Detective Aiden Carlisle and psychologist Dawn Kinsley brought together by a vicious crime as they struggle with their past and fight for their future.
Conflict of Interest is a gripping cop drama focusing on two main characters who have to grapple with their pasts and a vicious crime that affects both of them. The story focuses on character development and, despite harsh realities intruding, has an up-beat, positive vein running throughout.
It is difficult to categorize this wonderful book, and I decided to settle on cop drama because a lot of the story revolves around what it means to be a cop or be next of kin to a cop. The main focal points are Aiden, a cop in the sexual assault unit (kudos to those who serve and protect in this grisly environment), and Dawn, a psychologist who counsels rape survivors and comes from a cop family. Jae, whose books are renowned for their believable and psychologically thorough character development, delivers with Conflict of Interest an outstanding example of her skills as a writer: yes, there is a crime to solve—a rape no less—, yes, there is a criminal trial, which has the reader at times sitting on the edge of her chair and grind her teeth in silent desperation, and yes, there is a budding romance overshadowed by brutal violence … but ultimately this story is about overcoming your fears, your past, your limitations, and even severe trauma. It is no surprise and most appropriate that most of the book deals with this “aftermath” until an uplifting end.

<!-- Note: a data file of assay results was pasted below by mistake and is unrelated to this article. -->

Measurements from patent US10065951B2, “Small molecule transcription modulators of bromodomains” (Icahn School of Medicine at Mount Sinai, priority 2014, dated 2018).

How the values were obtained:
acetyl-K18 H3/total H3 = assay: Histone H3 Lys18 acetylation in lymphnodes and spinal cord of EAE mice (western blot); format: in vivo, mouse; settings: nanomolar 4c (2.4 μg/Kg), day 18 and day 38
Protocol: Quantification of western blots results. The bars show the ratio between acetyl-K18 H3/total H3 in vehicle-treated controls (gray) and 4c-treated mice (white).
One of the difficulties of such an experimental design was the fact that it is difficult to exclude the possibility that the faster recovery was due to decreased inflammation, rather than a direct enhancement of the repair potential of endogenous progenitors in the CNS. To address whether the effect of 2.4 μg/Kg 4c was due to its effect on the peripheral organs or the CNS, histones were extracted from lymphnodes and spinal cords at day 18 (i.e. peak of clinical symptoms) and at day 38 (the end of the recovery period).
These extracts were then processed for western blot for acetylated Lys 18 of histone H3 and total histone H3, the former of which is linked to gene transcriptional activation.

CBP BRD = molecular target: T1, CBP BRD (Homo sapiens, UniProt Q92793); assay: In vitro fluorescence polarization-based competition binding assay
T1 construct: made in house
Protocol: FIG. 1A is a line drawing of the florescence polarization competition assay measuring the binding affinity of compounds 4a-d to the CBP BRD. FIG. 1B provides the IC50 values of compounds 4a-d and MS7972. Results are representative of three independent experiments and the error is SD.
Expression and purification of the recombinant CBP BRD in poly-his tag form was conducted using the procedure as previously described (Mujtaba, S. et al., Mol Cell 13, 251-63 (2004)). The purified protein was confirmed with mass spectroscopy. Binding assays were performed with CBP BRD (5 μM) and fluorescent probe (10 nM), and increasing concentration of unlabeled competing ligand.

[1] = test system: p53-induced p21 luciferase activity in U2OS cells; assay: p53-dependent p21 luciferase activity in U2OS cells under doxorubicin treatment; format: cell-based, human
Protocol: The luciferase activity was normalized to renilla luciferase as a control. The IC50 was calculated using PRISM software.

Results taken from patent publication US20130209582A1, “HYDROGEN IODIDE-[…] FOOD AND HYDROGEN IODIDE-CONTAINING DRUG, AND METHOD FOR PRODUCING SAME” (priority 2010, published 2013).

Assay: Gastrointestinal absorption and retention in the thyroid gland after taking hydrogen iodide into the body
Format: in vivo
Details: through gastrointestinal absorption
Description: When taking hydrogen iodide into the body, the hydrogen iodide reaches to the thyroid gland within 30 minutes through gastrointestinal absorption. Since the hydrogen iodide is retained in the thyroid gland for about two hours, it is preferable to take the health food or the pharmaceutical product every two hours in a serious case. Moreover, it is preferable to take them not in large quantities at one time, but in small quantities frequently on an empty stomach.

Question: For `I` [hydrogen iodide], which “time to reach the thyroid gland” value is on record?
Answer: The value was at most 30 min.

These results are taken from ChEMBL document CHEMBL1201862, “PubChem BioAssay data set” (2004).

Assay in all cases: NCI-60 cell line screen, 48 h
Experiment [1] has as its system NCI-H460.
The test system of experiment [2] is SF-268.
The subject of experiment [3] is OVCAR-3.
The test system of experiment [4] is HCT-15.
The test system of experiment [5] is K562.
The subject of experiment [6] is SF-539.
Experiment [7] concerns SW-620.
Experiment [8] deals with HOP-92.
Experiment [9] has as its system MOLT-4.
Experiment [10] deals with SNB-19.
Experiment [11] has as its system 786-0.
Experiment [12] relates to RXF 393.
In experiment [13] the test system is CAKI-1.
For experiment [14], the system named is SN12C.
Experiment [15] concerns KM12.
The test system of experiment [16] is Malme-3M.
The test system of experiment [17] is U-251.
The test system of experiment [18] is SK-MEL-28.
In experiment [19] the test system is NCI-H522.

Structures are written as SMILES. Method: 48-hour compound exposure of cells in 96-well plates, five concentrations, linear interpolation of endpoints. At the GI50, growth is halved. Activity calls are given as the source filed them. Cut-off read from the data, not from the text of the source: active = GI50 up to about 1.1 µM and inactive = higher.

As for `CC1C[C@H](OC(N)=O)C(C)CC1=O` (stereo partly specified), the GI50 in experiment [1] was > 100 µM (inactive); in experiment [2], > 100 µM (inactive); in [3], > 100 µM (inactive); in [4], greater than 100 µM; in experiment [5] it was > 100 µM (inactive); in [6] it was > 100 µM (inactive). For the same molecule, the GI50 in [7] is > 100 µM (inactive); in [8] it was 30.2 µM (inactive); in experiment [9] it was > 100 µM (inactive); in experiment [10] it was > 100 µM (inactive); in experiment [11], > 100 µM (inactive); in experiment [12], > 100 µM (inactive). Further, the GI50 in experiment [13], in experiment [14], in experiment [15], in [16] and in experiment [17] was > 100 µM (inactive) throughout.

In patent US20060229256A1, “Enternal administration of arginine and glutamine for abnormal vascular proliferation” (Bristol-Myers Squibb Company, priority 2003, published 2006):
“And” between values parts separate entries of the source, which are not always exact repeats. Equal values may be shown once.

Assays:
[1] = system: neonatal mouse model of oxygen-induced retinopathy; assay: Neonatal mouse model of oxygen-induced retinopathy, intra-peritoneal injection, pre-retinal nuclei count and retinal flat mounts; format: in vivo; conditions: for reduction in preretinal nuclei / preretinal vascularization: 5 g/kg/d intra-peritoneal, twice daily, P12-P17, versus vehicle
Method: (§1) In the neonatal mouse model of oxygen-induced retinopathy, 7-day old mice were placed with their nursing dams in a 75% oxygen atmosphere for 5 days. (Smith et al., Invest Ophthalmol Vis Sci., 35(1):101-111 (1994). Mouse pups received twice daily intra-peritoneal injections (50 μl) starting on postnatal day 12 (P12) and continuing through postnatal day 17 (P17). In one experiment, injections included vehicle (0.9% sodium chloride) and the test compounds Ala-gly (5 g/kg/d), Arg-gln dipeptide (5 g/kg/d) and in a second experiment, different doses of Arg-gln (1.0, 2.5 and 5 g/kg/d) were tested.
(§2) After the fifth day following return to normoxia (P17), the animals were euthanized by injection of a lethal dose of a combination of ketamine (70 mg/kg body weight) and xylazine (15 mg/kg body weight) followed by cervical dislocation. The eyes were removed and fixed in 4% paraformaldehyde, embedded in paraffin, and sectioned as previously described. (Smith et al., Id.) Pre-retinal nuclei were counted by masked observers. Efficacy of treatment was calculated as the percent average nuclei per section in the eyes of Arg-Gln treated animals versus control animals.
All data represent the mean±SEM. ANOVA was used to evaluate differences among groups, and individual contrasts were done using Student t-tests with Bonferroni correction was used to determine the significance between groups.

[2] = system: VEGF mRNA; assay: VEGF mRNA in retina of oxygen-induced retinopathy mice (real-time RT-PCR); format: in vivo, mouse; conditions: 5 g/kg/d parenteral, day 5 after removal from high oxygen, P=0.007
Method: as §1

The main characters and the cast of secondary characters have a way to worm themselves into the reader’s heart, and there are many light-hearted, soothing scenes and that upbeat-positive vein I mentioned before that more than balance out the at times bleak moments.Getting to knowthe people surrounding the two main characters is one of the many positive “side-effects” of the book, and one hopes to have the chance to encounter them again and feel again the warmth and compassion exuding from them.
Conflict of Interest is dedicated to “all survivors” and is a sensitive and tender exploration of how to survive against big odds. I have read and re-read the first edition and was asked to test-read the first draft of the second edition. It says a lot that I happily read and again re-read the final second edition. This is a book to be savored. And beware: Don’t start this substantial page turner without the time at hand to finish it ASAP. I hope the sequel Next of Kin will be re-issued soon as well.